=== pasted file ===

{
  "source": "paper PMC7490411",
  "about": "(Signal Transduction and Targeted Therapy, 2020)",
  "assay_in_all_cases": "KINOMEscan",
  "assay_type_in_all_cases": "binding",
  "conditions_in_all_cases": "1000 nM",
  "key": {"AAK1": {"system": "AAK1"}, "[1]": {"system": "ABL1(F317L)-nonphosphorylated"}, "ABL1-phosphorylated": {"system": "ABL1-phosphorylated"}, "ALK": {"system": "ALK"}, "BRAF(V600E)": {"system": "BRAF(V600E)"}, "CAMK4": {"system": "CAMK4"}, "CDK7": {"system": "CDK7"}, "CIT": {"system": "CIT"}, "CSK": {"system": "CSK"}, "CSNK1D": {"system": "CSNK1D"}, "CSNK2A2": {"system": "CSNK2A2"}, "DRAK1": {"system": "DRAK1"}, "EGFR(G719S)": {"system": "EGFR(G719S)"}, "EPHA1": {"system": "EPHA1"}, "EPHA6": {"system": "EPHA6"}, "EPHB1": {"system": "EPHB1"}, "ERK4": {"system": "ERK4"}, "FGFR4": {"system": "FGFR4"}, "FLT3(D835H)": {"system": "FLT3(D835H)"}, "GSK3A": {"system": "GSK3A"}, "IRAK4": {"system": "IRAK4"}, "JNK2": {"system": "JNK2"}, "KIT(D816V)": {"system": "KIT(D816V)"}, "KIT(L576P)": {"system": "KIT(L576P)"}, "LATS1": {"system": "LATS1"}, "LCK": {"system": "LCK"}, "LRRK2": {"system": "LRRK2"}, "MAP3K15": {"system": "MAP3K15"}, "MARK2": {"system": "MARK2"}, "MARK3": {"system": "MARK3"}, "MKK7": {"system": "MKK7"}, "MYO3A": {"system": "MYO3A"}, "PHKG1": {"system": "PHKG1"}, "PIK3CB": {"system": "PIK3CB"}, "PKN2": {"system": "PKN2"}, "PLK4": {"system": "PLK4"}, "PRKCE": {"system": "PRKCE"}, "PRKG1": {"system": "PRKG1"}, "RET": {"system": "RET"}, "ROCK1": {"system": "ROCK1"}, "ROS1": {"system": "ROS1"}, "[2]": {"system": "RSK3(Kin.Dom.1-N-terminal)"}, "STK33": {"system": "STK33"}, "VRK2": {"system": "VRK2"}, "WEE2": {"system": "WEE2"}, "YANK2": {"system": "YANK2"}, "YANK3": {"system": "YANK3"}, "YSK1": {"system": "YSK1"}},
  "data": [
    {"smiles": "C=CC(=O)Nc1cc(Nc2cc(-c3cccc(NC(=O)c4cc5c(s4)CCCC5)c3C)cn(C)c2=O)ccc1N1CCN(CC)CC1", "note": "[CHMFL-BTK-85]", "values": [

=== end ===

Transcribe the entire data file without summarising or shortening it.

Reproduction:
{
  "source": "paper PMC7490411",
  "about": "(Signal Transduction and Targeted Therapy, 2020)",
  "assay_in_all_cases": "KINOMEscan",
  "assay_type_in_all_cases": "binding",
  "conditions_in_all_cases": "1000 nM",
  "key": {"AAK1": {"system": "AAK1"}, "[1]": {"system": "ABL1(F317L)-nonphosphorylated"}, "ABL1-phosphorylated": {"system": "ABL1-phosphorylated"}, "ALK": {"system": "ALK"}, "BRAF(V600E)": {"system": "BRAF(V600E)"}, "CAMK4": {"system": "CAMK4"}, "CDK7": {"system": "CDK7"}, "CIT": {"system": "CIT"}, "CSK": {"system": "CSK"}, "CSNK1D": {"system": "CSNK1D"}, "CSNK2A2": {"system": "CSNK2A2"}, "DRAK1": {"system": "DRAK1"}, "EGFR(G719S)": {"system": "EGFR(G719S)"}, "EPHA1": {"system": "EPHA1"}, "EPHA6": {"system": "EPHA6"}, "EPHB1": {"system": "EPHB1"}, "ERK4": {"system": "ERK4"}, "FGFR4": {"system": "FGFR4"}, "FLT3(D835H)": {"system": "FLT3(D835H)"}, "GSK3A": {"system": "GSK3A"}, "IRAK4": {"system": "IRAK4"}, "JNK2": {"system": "JNK2"}, "KIT(D816V)": {"system": "KIT(D816V)"}, "KIT(L576P)": {"system": "KIT(L576P)"}, "LATS1": {"system": "LATS1"}, "LCK": {"system": "LCK"}, "LRRK2": {"system": "LRRK2"}, "MAP3K15": {"system": "MAP3K15"}, "MARK2": {"system": "MARK2"}, "MARK3": {"system": "MARK3"}, "MKK7": {"system": "MKK7"}, "MYO3A": {"system": "MYO3A"}, "PHKG1": {"system": "PHKG1"}, "PIK3CB": {"system": "PIK3CB"}, "PKN2": {"system": "PKN2"}, "PLK4": {"system": "PLK4"}, "PRKCE": {"system": "PRKCE"}, "PRKG1": {"system": "PRKG1"}, "RET": {"system": "RET"}, "ROCK1": {"system": "ROCK1"}, "ROS1": {"system": "ROS1"}, "[2]": {"system": "RSK3(Kin.Dom.1-N-terminal)"}, "STK33": {"system": "STK33"}, "VRK2": {"system": "VRK2"}, "WEE2": {"system": "WEE2"}, "YANK2": {"system": "YANK2"}, "YANK3": {"system": "YANK3"}, "YSK1": {"system": "YSK1"}},
  "data": [
    {"smiles": "C=CC(=O)Nc1cc(Nc2cc(-c3cccc(NC(=O)c4cc5c(s4)CCCC5)c3C)cn(C)c2=O)ccc1N1CCN(CC)CC1", "note": "[CHMFL-BTK-85]", "values": [